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by Jay Fienberg

Mars closest to Bay Area fog in 60,000 years

posted: Aug 28, 2003 1:35:04 PM

Last night, a group of my friends and I headed over to the Chabot Space Center in Oakland, where they have a telescope, to get a closer view of this historic conjunction of Mars and the Bay Area fog. We had an incredible view of the fog—one that really gave me shivers the way only true science can.

I have never been to Chabot before, and all I knew was that it was pretty high up in the Oakland hills. So, when I saw that all of San Francisco was fogged in, and then, once in the East Bay, that all of Oakland was fogged in, I still was a little worried that we would get up to the top of the hills and find that Chabot was actually above the fog line.

Fortunately, after making the trek all the way up the winding roads to the Chabot, we were delighted to see that the Chabot is, in fact, perfectly placed at what seems like the ideal location for fog exploration. I am not an expert on such matters and science is only a hobby of mine, but I would theorize that the Chabot was actually at the smack center, or at what we science buffs call the "epicenter", of the densest fog of the entire Bay Area.

Fog, the final frontier. It really is. I mean, we have astronauts with microscopes and deep sea divers with fillet knives, but the Chabot is really pioneering this new field of exploration into the unknown reaches of the Bay Area fog—and by extension, fog everywhere.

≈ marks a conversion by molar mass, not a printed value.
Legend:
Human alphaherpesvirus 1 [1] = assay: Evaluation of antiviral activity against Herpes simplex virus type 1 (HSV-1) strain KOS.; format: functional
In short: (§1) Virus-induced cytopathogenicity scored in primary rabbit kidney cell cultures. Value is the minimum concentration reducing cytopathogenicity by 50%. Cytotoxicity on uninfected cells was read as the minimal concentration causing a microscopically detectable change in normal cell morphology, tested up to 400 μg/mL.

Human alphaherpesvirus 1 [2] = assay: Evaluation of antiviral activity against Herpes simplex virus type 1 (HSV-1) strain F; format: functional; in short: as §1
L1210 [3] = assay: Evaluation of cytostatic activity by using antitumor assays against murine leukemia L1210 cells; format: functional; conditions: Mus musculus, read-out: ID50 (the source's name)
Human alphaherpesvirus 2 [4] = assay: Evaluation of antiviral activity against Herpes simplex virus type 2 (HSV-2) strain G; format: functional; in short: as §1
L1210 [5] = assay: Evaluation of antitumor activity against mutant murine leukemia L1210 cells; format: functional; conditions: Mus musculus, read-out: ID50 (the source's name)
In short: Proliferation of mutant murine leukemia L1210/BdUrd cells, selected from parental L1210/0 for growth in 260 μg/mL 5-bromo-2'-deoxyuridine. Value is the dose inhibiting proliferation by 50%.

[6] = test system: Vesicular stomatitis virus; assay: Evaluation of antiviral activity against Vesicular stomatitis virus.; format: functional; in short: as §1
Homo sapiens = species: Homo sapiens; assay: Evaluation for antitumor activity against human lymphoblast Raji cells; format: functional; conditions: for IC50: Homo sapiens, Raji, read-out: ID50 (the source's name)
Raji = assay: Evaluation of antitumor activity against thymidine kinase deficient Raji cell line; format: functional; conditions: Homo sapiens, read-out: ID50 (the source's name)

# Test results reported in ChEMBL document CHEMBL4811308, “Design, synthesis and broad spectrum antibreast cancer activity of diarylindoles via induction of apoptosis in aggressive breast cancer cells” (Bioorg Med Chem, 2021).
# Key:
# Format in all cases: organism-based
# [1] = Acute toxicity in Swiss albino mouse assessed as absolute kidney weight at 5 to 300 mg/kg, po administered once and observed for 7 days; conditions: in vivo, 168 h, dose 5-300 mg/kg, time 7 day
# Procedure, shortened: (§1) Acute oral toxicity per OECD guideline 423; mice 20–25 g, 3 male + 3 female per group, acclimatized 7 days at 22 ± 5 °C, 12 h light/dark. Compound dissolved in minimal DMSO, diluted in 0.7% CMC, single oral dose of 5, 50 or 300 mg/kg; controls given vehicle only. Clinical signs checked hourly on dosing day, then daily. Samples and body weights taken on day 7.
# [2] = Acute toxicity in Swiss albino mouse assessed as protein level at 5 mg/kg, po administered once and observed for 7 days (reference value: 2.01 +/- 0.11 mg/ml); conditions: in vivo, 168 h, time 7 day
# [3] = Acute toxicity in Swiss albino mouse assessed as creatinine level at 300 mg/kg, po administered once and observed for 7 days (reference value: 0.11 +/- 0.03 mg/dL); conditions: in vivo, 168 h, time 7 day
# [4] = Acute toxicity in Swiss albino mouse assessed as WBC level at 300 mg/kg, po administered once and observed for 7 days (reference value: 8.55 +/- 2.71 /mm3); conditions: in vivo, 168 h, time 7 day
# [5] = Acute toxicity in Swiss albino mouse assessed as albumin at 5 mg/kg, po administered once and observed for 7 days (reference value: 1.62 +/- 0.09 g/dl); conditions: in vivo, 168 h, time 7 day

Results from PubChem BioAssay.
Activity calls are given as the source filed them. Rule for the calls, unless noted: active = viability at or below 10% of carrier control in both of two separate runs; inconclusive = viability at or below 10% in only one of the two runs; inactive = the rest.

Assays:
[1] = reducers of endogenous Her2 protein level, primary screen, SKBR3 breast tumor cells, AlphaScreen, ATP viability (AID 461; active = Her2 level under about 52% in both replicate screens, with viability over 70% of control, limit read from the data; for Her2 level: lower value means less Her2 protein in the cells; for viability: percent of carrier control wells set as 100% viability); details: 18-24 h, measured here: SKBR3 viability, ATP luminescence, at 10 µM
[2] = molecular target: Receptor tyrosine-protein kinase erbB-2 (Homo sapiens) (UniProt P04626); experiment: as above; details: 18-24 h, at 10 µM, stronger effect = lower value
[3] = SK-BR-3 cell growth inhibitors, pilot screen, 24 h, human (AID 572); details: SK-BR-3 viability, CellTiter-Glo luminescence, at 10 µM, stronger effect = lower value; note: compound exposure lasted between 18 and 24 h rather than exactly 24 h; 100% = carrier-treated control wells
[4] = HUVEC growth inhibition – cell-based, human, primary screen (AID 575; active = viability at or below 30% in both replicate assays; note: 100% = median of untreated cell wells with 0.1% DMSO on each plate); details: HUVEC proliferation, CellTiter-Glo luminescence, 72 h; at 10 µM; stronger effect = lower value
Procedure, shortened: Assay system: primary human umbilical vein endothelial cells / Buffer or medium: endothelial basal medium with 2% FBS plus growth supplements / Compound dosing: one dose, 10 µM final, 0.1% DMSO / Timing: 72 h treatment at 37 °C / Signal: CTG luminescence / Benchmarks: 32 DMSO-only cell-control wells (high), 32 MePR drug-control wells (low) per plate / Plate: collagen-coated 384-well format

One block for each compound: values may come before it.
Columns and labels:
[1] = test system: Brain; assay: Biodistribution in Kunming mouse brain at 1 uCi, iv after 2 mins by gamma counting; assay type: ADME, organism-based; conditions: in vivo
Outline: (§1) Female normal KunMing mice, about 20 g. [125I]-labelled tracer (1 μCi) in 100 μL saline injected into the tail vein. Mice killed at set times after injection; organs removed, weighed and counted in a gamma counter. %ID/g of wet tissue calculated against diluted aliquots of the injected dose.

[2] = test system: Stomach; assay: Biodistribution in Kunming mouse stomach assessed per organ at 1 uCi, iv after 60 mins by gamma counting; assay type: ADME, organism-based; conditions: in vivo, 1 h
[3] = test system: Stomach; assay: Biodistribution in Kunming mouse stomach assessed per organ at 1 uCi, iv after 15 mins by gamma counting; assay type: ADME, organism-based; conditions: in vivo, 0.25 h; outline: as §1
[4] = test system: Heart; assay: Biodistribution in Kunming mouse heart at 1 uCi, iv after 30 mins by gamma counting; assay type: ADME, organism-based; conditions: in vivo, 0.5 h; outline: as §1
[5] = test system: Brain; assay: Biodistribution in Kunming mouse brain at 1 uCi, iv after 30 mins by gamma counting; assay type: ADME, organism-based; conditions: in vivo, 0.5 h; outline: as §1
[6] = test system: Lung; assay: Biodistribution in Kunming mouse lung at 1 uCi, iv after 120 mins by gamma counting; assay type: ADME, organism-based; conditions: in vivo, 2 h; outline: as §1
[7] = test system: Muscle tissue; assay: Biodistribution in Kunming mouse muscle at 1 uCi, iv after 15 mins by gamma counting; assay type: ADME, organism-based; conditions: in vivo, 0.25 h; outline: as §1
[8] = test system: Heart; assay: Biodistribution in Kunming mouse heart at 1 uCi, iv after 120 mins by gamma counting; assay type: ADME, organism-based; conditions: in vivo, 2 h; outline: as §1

When we got up there to the Chabot, the fogonomers there seemed to be able to convincingly explain how the fog would totally obscure the view of Mars and every other star, planet, asteriod, centipede, pac man, etc. Amazing!

And, the fog up there was truly spectacular. It seemed so close that it was like I could touch it. Just thrilling!

So, next time you are in the Bay Area, be sure to head up to the Chabot. This month is unique with Mars being the closest to the fog in 60,000+ years, but I am sure that you can catch other amazing conjunctions between the fog and the planets at other times too.

Disclaimer: for anyone wanting to see Mars through the telescope at the Chabot, they were really nice and inviting people back on another night with a predicted clear sky view, and also giving people the option to use their tickets towards other attractions there. I plan to go back myself—it seems like a neat place.

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